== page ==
NAIROBI, Kenya — United Nations peacekeepers are a step closer to being deployed to the Central African Republic (CAR) as part of international efforts to forestall the country’s total collapse into sectarian violence and anarchy in the wake of a rebel takeover in March this year.
Meeting in New York on Thursday, the 15-member United Nations Security Council unanimously adopted the French-backed resolution to bolster support for a proposed African Union (AU) peacekeeping mission, while urging Secretary-General Ban Ki-moon to consider deploying a full-fledged UN peacekeeping mission.
CAR’s ambassador to the UN, Charles-Armel Doubane, welcomed the unanimous adoption of the resolution. "Your vote provides a glimmer of hope for the 4.6 million men, women and children in the CAR," Doubane told the Security Council.
The six-page resolution decries the “total breakdown of law and order” in the country since a rebel alliance called Seleka seized power seven months ago, and calls on all armed groups to “lay down their arms immediately."
The UN and human rights groups say that both the rebels and their opponents have committed abuses including murder, rape, burning of houses, looting and forced displacement.
The resolution also says elections should be held in early 2015, as planned, to replace the interim administration with one that has a popular mandate.
France, which has about 400 soldiers in CAR, is pushing most strongly for moves to stabilize its former colony. But France says it has no intention of deploying thousands of its own troops there, as it did in Mali at the start of the year when it was feared Al Qaeda aligned militant groups were poised to overrun the country.
The AU plans to deploy a total of 3,600 soldiers to CAR, including the 1,100 who are already in the country. But the African-led International Support Mission in the CAR (MISCA) is unlikely to begin operating before the end of the year.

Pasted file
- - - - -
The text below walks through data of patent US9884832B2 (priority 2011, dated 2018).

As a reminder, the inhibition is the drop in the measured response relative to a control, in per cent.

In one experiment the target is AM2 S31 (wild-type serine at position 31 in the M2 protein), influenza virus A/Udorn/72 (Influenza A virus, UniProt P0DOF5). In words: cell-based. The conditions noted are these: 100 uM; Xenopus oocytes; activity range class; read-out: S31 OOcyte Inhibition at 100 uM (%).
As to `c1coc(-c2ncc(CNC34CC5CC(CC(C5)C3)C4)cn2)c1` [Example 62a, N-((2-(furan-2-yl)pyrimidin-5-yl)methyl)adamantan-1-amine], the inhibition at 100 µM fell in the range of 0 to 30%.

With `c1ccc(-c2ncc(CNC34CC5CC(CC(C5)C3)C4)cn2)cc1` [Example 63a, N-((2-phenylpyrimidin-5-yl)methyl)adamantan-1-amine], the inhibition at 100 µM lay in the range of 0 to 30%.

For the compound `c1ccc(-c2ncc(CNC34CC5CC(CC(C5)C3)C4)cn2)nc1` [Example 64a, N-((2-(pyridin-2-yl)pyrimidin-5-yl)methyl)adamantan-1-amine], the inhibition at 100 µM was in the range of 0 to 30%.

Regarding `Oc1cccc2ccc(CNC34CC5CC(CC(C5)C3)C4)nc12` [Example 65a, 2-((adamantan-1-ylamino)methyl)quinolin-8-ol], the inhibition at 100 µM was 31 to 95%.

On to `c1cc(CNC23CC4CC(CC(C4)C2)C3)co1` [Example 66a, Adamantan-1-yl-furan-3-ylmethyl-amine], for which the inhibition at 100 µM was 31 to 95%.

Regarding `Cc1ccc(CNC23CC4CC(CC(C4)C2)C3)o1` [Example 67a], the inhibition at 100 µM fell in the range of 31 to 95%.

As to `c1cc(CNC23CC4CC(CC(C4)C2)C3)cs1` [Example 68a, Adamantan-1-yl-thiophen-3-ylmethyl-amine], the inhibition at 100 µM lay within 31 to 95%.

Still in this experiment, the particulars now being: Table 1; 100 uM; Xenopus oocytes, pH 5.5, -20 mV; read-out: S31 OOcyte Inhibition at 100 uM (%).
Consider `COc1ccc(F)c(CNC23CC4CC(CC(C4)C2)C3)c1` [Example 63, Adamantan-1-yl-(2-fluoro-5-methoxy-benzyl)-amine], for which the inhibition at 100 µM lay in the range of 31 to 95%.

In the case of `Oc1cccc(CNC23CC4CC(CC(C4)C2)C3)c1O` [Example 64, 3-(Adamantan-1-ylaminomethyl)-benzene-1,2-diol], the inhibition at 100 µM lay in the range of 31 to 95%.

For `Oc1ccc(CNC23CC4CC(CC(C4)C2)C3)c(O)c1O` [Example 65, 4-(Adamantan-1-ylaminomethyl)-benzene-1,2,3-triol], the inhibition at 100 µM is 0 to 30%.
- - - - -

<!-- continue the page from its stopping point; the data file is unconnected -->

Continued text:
Thursday’s resolution suggests turning the AU mission into a UN one, granting it greater political clout and access to resources. France would like to see the force doubled in size.
France’s foreign minister Laurent Fabius, who last month warned that CAR risked becoming a new Somalia, is due to visit the country on Sunday.
Meanwhile, the chaos and the killing continue.
“Violence worsened, religious tensions increased and humanitarian situation continued to deteriorate,” said the Brussels-based International Crisis Group think tank in its most recent situation report issued at the start of October.
This week up to 60 people were killed in Gaga, a mining village about 150 miles northwest of the capital Bangui, when Muslim Seleka rebels clashed with Christian supporters of the ousted president. It was a further worrying sign that the violence roiling the country is increasingly sectarian.
“The Seleka fighters went door to door. It was total terror,” one survivor told Reuters.
In recent days there have been reports of Islamic militants crossing into the country as the rebel administration led by self-appointed rebel-turned-president Michel Djotodia proves unable either to control territory or exert state authority.
Muslim Janjaweed fighters from neighboring Sudan and Chad are said to number among Seleka’s ranks, and France has warned that Islamic extremists from northern Nigeria and Mali may also have sought refuge in the country, too.
Meanwhile, the Lord’s Resistance Army, an outlawed group that under the leadership of the fugitive mystic Joseph Kony has terrorized civilians for the last quarter century, is also finding respite as US-led efforts to hunt the group down have faltered amid CAR’s instability.
CAR was considered a “phantom state” even before the Seleka rebels took over.
The ousted president Francois Bozize had himself taken power by force a decade earlier, and during his years in power did little to convert CAR’s wealth of gold, diamonds, uranium, oil and timber into better lives for its people. But since March, things have gone from bad to worse.